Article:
I write for a running publication and at the time of starting the position, had yet to even run a race (if you don't count my single year doing Track and Field in high school). Therefore, my first letter said I was a spectator of running. Seriously.
The amount of pressure I put on myself every month was ridiculous. I would save the letter for last, hoping the need to write it would disappear or that some idea would magically appear out of thin air and I would write the most prolific 400+ words I have ever written.
It took awhile for me to realize that it didn't matter that I didn't have years of experience under my belt or had yet to run a 5K. What mattered is that I was trying and planning. It was in my Editor Letter that I declared I was going to run a 5K and a half-marathon, and here I am today getting ready to run my second 5K this upcoming weekend and have my half-marathon training program starting December 1.
The Editor Letter isn't where I am supposed to spout off all of my knowledge about the sport - it is where I get to share my stories and set goals myself in a space readers can see I am just like them. It is where I can relate to the rest of the Texas running crowd and hope they'll look for me if they attend the same races.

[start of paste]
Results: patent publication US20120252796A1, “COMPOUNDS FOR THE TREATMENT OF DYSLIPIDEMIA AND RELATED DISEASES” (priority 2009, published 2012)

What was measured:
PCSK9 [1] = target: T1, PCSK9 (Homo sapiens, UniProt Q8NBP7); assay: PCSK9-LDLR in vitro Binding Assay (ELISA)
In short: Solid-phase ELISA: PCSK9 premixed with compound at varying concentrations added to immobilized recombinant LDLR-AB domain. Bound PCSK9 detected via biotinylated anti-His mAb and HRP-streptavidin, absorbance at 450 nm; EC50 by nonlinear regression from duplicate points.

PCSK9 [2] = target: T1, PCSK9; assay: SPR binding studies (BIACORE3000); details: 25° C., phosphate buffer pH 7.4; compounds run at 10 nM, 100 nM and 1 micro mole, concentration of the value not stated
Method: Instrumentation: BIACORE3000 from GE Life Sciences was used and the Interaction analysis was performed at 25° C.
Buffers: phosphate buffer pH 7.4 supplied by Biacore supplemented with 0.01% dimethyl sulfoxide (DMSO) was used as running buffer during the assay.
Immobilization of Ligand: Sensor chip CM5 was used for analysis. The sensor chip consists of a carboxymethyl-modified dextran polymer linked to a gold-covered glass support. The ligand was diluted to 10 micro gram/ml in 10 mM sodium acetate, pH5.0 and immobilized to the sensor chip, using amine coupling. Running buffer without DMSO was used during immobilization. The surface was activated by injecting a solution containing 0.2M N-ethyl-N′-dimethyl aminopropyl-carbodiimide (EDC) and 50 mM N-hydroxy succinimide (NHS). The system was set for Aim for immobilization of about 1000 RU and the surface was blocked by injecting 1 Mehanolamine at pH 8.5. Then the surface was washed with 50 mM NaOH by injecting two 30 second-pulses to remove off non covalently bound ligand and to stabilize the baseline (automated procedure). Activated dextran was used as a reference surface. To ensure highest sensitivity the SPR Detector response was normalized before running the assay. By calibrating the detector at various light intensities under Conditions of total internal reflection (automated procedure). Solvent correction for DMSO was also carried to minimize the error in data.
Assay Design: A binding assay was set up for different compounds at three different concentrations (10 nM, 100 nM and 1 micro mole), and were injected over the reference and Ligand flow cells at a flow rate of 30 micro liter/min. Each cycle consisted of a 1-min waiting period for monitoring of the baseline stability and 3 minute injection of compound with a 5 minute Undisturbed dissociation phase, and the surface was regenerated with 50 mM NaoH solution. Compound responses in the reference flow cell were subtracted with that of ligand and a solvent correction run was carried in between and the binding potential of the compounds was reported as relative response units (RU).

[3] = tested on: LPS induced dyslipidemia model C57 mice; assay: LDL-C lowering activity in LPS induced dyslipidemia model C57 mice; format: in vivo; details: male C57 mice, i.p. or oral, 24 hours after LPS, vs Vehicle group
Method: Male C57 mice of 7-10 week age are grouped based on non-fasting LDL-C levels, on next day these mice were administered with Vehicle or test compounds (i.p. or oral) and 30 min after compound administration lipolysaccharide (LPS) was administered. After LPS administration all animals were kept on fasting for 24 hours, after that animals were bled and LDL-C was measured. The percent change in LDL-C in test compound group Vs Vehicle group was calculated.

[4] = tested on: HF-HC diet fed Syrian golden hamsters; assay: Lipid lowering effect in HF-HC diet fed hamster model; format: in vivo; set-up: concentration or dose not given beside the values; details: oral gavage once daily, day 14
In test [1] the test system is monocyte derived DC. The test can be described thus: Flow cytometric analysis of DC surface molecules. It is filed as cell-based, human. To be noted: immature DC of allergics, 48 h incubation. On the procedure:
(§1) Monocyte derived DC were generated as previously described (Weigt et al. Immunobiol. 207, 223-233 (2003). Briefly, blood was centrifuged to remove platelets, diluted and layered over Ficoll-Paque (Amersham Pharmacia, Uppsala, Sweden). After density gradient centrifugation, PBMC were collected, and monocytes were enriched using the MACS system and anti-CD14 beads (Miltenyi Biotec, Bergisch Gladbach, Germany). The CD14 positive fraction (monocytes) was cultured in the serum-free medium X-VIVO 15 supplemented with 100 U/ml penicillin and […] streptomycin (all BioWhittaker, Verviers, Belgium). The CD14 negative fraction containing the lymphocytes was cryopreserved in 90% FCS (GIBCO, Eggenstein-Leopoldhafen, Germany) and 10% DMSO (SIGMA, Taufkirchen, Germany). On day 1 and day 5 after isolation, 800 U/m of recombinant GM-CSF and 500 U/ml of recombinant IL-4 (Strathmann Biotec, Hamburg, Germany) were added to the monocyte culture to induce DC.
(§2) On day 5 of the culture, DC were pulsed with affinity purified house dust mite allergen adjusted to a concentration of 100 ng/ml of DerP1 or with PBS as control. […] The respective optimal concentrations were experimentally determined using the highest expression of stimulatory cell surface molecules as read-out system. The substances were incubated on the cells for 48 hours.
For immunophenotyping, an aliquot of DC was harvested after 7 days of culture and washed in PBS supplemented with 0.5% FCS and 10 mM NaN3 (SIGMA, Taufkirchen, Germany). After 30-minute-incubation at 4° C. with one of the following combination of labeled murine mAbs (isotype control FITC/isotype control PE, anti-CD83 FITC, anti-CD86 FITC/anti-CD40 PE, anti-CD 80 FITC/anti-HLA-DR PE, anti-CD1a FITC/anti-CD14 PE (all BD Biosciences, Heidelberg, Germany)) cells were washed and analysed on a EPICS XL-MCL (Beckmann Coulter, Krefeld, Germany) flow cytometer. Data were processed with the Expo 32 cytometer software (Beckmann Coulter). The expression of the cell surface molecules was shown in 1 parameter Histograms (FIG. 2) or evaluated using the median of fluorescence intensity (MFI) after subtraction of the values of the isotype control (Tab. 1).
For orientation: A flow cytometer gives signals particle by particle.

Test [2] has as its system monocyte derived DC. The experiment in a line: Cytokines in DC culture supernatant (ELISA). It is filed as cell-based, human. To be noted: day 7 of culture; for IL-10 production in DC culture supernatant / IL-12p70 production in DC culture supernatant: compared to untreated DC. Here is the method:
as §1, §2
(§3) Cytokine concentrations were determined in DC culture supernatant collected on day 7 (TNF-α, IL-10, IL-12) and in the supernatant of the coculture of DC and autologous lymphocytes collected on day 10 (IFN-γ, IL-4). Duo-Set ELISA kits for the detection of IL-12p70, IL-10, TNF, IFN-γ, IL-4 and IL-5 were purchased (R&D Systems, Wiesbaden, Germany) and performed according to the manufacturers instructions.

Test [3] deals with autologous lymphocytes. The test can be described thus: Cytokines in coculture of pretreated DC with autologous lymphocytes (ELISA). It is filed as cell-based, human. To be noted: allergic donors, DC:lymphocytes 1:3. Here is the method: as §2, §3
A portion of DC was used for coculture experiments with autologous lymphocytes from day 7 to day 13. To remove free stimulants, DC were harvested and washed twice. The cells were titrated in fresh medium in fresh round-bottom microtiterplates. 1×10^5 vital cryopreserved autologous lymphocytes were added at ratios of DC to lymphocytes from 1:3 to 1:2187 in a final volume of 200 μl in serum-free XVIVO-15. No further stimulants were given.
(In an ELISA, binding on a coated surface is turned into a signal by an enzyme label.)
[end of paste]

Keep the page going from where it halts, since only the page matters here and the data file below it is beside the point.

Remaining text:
I never used to pay attention to Letters from the Editor much. Now I try to pour through all different magazines reading them at the store or Barnes & Noble when I get the chance. I have become fascinated with all of the different personalities that shine through and all of the different writing styles and layouts. The Editor Letter is really the place to be you.
Do you read the Editor Letter in magazines? Do you have to write one? What is your favorite - and least favorite - part about them?